We aim to establish an multidisciplinary research programme that is focussed on the underlying structural and dynamical processes which determine the intimate relation between impurities and material properties. We propose to exploit the advantages of colloidal model systems and study the impact of impurities on the structural and dynamical properties of crystalline, polycrystalline and amorphous colloidal solids using a combination of state-of-the art fast confocal microscopy and three-dimensional holographic optical laser tweezers. We plan to achieve control over the subtle interplay between glass formation and crystallisation by the tuned addition of impurities. We envisage that our approach will not only offer a direct entry into key mechanisms like impurity drag, but will also allow us to directly and quantitatively measure the central forces at play such as the Zener pinning force. We also aim to study the glass transition from a completely new point of view by tuning the structure using impurities and subsequently ‘freezing-in’ part of the system using holographic optical tweezing. This approach could lead to the determination of a thermodynamic signature of the glass transition, which would put the glass transition in a completely new perspective. In addition, we will investigate the relation between the presence of impurities and the (micro)mechanical properties of doped colloidal materials using (micro)rheological techniques. This ambitious project opens up a huge range of exciting possibilities to gain deep and fundamental understanding of the relation between the (micro)mechanical properties of glasses, polycrystals and crystals and the presence of impurities; a prerequisiute for exploiting these effects in tailoring the properties of materials.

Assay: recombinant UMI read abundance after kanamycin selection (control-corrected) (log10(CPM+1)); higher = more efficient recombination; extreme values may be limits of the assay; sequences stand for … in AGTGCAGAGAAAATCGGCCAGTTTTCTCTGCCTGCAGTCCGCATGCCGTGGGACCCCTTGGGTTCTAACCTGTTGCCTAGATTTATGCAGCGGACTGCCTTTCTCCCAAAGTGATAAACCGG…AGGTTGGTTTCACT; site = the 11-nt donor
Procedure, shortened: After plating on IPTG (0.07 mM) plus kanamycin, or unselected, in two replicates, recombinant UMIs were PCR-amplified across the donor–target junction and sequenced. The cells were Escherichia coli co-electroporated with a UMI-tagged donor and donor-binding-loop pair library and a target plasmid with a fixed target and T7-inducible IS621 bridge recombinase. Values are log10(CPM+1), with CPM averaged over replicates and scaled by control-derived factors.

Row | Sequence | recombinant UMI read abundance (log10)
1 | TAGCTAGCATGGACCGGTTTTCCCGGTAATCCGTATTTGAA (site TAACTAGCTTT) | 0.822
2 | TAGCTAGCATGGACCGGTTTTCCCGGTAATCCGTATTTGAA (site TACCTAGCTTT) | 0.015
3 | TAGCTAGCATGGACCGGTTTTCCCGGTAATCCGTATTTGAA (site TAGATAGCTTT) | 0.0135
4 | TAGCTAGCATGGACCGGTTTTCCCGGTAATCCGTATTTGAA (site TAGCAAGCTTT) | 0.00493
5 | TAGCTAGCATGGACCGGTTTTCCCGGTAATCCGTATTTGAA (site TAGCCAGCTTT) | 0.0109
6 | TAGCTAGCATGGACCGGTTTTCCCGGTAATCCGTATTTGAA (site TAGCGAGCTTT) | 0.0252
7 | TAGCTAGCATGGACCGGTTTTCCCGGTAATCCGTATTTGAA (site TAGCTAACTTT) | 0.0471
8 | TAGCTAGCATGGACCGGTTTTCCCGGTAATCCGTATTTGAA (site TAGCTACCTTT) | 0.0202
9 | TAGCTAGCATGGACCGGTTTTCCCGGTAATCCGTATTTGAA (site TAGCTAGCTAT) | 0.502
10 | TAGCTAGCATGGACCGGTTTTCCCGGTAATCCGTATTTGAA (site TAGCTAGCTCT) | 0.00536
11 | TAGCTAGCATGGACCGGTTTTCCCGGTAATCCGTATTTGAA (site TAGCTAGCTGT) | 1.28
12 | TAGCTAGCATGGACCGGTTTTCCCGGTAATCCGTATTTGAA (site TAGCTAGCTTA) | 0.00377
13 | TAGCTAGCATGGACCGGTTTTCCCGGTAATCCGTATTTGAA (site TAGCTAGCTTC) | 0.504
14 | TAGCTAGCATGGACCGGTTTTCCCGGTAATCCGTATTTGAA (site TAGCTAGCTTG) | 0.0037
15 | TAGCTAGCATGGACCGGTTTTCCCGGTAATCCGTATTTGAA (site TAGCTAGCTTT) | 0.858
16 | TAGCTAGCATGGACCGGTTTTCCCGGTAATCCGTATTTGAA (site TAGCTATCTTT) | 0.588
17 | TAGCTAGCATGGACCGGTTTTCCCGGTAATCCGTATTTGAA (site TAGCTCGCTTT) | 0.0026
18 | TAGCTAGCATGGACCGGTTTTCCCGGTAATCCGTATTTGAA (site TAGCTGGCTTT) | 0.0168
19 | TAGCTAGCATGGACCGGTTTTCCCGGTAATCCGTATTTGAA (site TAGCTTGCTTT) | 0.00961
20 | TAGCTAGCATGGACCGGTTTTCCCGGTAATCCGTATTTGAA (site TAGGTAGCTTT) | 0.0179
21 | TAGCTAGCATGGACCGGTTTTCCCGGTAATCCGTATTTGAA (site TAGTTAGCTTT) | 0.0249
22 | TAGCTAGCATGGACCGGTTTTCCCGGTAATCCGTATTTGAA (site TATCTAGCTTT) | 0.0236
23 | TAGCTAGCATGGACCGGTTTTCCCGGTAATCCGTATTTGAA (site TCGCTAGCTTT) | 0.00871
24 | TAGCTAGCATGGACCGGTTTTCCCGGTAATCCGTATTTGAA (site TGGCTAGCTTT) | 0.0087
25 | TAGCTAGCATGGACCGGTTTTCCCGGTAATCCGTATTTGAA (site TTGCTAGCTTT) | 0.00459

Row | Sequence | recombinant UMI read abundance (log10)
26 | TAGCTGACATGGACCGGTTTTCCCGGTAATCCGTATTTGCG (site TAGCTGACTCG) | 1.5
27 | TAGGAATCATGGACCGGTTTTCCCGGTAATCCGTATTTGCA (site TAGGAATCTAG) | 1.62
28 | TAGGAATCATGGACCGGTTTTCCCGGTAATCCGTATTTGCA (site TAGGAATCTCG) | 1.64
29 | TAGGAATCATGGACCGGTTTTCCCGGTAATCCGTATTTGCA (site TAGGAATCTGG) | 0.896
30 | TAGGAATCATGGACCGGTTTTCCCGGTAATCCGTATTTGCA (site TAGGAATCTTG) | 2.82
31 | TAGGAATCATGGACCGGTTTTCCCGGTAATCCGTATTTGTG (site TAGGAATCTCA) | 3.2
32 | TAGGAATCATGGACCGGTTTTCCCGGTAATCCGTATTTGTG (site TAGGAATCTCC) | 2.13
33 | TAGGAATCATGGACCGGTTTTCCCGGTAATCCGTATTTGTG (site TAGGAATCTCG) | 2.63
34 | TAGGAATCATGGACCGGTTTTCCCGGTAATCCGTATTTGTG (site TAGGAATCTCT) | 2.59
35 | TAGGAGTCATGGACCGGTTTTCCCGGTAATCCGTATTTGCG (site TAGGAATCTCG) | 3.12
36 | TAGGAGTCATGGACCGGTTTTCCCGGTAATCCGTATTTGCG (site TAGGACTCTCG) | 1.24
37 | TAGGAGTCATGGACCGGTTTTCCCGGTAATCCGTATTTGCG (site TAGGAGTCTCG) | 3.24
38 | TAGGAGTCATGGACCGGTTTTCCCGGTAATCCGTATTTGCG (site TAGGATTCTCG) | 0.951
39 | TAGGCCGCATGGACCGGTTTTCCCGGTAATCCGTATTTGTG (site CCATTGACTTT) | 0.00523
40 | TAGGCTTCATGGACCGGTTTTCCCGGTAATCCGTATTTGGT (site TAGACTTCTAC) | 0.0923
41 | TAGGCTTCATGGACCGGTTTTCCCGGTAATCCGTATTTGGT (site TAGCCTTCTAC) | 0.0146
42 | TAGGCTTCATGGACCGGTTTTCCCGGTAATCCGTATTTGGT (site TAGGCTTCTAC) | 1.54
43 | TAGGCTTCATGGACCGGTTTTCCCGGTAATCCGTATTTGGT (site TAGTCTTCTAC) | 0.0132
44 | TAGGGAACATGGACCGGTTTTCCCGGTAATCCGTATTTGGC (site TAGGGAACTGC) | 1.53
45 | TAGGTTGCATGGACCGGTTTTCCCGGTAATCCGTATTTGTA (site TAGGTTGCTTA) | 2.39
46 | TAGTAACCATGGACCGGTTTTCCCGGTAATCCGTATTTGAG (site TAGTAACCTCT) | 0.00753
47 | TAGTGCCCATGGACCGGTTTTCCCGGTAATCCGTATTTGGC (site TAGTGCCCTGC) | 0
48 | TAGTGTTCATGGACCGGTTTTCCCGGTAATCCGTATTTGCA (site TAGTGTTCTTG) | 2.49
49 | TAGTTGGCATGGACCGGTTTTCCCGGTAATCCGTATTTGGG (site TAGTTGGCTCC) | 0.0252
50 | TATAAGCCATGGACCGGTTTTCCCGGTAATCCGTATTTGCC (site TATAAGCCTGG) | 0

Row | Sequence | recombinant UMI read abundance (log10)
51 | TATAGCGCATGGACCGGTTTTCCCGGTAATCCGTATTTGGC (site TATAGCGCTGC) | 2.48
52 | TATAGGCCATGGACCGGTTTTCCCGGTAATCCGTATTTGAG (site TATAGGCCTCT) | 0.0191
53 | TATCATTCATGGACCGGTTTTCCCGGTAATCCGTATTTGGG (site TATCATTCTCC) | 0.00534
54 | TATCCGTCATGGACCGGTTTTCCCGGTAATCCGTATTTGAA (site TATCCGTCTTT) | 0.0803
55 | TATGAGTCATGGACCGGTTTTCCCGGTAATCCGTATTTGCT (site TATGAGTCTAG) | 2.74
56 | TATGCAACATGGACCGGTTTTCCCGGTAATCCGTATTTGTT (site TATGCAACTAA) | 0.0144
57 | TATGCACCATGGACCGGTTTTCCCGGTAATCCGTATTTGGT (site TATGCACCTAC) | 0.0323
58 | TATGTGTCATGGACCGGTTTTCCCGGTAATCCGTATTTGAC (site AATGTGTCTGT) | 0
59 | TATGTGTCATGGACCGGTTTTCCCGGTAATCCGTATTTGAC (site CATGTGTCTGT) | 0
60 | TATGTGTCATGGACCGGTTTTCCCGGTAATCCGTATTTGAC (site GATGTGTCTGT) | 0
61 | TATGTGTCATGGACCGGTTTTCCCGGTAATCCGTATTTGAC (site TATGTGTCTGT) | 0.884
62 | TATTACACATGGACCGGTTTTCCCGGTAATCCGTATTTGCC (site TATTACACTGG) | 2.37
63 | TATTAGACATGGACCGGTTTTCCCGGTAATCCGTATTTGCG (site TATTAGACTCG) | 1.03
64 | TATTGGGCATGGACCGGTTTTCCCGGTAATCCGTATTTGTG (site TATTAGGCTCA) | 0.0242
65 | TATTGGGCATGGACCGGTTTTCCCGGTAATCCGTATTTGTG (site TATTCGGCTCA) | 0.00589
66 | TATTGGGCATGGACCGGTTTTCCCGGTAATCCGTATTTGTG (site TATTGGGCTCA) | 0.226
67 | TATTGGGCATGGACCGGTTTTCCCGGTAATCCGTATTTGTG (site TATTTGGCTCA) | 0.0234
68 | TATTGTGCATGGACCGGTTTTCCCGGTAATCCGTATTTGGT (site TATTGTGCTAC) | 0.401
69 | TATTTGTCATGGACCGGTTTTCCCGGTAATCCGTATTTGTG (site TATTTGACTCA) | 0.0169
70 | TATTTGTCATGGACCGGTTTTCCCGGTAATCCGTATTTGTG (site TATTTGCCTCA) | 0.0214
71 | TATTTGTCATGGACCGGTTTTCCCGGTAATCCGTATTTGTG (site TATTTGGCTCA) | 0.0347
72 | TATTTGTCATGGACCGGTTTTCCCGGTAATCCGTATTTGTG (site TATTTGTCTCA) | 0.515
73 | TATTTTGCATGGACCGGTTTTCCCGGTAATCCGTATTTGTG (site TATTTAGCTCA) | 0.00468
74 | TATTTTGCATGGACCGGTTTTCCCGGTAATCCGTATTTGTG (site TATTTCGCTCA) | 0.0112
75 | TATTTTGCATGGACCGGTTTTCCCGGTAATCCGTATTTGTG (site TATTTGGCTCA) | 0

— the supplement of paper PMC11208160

Field of science
- /natural sciences/physical sciences/optics/microscopy/confocal microscopy
- /engineering and technology/materials engineering
Call for proposal
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